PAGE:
This study examines how audit risk (the probability of false acceptance) and its components change when the auditor obtains audit evidence in an acceptance sampling model. Inherent risk and audit risk increase with audit evidence if the auditee has a sufficiently strong incentive for committing fraud. Detection risk always increases when audit evidence is introduced. If the auditor has a sufficiently strong incentive for avoiding false rejection, audit risk also increases with audit evidence. The analysis indicates that requiring auditors to obtain information is not effective in preventing material misstatements in at least some instances.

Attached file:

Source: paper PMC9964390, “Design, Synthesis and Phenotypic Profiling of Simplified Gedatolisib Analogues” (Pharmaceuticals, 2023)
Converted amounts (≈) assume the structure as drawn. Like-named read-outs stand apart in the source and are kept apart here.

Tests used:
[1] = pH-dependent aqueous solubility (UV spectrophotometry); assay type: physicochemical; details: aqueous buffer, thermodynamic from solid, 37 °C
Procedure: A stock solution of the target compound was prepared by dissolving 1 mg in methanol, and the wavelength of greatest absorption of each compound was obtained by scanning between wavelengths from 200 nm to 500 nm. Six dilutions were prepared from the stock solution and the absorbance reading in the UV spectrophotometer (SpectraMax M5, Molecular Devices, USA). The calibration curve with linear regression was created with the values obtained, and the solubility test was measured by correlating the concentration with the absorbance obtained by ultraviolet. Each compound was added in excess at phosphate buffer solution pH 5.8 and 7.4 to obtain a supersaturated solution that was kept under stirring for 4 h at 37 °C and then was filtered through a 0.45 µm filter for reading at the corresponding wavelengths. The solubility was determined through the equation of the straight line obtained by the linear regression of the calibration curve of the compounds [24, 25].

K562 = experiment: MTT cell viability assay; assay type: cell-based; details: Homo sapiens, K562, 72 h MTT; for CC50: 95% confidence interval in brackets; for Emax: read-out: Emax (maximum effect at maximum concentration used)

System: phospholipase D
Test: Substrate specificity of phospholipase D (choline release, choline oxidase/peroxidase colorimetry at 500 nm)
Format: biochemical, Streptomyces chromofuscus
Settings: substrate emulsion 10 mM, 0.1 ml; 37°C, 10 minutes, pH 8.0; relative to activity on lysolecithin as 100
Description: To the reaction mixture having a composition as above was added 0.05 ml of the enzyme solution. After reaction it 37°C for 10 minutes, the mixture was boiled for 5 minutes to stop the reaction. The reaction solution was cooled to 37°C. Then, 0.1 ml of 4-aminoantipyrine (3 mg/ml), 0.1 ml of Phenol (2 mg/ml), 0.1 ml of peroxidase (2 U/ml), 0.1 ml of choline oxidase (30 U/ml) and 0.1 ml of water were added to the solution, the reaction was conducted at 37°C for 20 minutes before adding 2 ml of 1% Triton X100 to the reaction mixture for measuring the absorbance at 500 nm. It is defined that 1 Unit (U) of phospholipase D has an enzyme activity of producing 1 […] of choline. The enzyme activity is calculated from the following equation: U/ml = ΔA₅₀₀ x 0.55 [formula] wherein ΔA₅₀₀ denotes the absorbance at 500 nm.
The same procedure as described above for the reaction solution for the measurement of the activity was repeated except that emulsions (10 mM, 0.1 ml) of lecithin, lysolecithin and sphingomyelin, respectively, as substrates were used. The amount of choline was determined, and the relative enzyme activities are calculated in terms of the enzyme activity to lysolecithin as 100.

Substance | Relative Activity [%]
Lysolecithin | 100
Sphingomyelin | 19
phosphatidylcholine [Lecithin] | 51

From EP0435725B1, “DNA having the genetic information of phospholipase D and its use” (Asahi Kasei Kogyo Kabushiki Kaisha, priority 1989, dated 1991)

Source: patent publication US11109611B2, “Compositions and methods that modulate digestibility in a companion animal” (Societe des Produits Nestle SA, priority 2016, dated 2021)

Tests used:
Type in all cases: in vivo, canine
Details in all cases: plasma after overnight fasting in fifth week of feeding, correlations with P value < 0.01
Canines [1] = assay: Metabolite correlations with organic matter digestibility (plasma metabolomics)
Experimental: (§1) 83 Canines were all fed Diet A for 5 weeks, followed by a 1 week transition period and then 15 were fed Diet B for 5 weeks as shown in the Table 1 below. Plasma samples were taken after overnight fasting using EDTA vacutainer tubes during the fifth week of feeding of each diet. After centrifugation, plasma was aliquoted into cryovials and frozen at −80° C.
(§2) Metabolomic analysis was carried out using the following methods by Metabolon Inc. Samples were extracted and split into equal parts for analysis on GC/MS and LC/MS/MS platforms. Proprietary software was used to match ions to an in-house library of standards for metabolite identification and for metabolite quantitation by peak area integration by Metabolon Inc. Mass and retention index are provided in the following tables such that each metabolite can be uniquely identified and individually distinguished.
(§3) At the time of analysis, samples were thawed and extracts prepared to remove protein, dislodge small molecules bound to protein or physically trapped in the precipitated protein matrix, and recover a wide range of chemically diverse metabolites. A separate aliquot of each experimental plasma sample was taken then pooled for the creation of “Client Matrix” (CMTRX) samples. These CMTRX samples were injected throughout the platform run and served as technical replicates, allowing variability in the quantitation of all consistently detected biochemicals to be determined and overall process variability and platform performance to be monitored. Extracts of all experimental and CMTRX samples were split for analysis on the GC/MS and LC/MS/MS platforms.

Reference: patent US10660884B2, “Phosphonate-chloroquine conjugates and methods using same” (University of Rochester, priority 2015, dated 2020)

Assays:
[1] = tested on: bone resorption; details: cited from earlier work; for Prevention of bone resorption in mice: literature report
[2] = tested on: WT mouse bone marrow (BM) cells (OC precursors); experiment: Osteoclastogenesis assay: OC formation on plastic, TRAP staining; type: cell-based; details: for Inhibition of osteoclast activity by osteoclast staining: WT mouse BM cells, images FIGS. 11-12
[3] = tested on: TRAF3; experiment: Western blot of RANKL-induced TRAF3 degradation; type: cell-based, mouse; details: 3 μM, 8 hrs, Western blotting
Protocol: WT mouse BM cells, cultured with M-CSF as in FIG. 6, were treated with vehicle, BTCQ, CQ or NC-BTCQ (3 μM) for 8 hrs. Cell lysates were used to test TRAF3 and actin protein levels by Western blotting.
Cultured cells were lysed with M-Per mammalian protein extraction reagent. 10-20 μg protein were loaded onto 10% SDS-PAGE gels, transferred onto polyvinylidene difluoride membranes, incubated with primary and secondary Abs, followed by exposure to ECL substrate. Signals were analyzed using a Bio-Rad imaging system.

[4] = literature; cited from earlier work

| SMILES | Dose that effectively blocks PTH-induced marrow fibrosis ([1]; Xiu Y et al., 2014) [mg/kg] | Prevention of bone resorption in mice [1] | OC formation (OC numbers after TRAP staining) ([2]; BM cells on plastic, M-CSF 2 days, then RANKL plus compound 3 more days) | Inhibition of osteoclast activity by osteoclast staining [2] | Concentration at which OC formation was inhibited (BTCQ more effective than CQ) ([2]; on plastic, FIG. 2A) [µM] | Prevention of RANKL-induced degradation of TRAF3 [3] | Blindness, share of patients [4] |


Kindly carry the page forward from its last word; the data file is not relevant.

ASJC Scopus subject areas